The depths of the sea hide many bizarre creatures that scientists have not yet managed to describe. A terrifying-looking deep-sea shark was recently pulled from the deep sea off the coast of Australia. Scientists cannot agree on what the species is and it is very likely to be a new species. The Live Science portal reported on this discovery.
The fisherman was surprised by the unusual catch
The shark was pulled from the sea by a fisherman who calls himself Trapman Bermagui. He posted his catch on Facebook and there was an immediate discussion about what kind of shark it was. The shark was recovered on September 12 from a depth of 650 meters off the coast of New South Wales, Australia. The shark has very unusual features, with rough skin, a pointed snout, and giant bulging eyes that have pearly whites exposed. People watching photos with a caught shark tried to guess what kind of animal it was. Many people thought it was a cookiecutter shark (Isistius brasiliensis). Other guesses included a goblin shark (Mitsukurina owstoni) or a species of lantern shark (Etmopteridae).
However, Trapman Bermagui disagreed with the online commenters. “Totally not a cookiecutter,” the fisherman told Newsweek. “It’s a rough skin shark, also known as a species of endeavor dogfish.”
But scientists disagreed on this.
“Looks to me like a deepwater kitefin shark (Dalatias licha), which are known in the waters off Australia,” Christopher Lowe, director of the Shark Lab at California State University, Long Beach, told Newsweek. Although, it is hard to tell for sure without being able to see the entire specimen, he added.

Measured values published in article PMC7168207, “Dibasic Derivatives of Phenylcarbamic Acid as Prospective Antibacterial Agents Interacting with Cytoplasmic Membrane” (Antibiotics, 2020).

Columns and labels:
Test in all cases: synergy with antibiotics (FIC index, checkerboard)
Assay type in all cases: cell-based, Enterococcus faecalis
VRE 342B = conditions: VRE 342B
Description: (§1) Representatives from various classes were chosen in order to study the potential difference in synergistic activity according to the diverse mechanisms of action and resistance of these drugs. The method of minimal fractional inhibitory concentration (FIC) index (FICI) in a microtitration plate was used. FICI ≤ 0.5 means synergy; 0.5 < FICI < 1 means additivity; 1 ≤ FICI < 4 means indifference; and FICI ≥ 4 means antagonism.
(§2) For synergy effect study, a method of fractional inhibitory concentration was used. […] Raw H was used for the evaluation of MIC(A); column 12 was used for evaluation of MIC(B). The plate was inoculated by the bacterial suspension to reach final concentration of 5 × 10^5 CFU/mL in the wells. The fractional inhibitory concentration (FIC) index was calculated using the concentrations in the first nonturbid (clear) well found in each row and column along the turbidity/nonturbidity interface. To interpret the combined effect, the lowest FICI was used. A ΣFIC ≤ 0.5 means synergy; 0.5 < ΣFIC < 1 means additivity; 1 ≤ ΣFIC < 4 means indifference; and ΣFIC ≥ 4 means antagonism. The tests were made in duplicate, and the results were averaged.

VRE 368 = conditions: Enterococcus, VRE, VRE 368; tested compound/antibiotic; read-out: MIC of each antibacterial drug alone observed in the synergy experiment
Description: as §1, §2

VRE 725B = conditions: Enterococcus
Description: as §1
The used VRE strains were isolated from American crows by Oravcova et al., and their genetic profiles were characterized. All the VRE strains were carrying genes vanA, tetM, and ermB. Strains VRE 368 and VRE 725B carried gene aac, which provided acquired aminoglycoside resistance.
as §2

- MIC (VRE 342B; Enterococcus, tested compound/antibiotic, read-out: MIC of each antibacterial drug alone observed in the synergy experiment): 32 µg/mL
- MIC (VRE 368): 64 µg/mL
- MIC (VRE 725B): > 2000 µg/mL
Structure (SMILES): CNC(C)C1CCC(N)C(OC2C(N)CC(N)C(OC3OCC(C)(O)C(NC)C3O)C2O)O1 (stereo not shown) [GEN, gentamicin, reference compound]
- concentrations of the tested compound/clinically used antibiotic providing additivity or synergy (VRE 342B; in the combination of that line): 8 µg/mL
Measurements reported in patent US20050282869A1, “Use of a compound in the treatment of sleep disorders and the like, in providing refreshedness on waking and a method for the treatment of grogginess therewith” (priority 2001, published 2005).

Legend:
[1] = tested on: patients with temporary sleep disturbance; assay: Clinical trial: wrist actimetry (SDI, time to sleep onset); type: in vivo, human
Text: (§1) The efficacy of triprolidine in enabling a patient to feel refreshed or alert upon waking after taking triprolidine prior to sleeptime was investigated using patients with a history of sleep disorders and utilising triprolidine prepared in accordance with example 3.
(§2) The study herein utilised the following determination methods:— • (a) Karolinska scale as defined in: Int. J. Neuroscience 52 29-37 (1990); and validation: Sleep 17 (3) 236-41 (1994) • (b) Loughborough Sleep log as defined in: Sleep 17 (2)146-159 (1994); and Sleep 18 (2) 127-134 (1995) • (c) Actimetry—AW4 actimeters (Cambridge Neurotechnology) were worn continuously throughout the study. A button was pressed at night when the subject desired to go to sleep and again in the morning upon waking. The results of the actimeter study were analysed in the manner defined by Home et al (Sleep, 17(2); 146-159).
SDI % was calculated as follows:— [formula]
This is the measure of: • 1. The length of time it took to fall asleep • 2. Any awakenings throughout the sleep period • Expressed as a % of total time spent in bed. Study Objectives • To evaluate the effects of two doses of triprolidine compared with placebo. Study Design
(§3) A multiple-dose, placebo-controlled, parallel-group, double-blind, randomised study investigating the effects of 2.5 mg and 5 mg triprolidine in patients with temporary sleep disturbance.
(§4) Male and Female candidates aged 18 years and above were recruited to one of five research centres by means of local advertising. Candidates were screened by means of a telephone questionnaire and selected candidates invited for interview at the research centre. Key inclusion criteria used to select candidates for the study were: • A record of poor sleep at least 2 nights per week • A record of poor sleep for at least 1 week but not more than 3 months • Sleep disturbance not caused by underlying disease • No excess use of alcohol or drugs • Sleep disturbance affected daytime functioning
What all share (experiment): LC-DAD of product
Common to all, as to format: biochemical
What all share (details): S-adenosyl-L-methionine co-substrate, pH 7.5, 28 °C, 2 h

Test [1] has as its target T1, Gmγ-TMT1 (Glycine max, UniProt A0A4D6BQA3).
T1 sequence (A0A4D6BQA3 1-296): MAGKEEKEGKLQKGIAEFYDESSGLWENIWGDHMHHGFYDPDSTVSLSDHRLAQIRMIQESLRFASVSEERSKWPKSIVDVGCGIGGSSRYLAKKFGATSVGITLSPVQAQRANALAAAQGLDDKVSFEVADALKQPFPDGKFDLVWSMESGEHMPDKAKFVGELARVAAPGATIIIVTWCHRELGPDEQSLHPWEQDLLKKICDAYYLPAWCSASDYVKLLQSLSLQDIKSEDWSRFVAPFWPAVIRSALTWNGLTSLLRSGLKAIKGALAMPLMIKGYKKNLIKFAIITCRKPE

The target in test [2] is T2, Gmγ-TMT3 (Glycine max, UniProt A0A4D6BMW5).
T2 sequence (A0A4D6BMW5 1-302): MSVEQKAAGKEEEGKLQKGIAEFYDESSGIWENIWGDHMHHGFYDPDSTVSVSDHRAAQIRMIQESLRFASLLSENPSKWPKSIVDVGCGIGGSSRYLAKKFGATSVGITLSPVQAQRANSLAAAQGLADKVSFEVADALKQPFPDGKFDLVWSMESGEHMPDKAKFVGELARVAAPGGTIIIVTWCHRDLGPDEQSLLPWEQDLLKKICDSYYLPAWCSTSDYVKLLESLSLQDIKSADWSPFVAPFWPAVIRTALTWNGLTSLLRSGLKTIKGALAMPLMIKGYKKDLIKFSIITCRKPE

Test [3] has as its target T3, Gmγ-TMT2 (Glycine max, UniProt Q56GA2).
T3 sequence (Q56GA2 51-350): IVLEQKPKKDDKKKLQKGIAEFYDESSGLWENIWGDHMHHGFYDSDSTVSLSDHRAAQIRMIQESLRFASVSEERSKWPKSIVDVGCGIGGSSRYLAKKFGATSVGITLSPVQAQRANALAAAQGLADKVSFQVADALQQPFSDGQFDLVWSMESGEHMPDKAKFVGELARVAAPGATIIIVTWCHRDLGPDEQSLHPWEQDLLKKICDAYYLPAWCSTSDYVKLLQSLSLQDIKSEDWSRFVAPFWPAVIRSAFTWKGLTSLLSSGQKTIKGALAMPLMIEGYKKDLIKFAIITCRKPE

Scientists cannot unequivocally agree
Dean Grubbs, a marine biologist and shark expert at Florida State University, offered up a different conclusion. Grubbs suspected that the dead shark was a roughskin dogfish (Centroscymnus owstonii), a type of sleeper shark from the same family as Greenland sharks (Somniosus microcephalus), according to Newsweek.
It is also possible that the shark could belong to a never-before-seen species, Lowe said. “We discover new species of deepwater shark all the time and many look very similar to each other.”
The Live Science portal contacted various experts and they could not clearly decide what kind of shark it was. Charlie Huveneers, a shark scientist at Flinders University in Australia, thinks it could be a gulper shark.
“It’s a gulper shark,” Brit Finucci, a fisheries scientist at the National Institute of Water and Atmospheric Research in New Zealand who specializes in deep-sea sharks, told Live Science in an email. But she is not 100% sure.
“In the past, gulper sharks were targeted by fisheries for their liver oil in New South Wales,” Finucci said. Most gulper sharks are “very sensitive to overexploitation from fishing” and as a result, “some species are now highly threatened and protected in Australia,” she added.
The depths of the ocean are a great mystery for scientists, there are a huge number of undescribed sea creatures. This is one of the many reasons why this environment needs to be protected.
Photo credit: Trapman Bermagui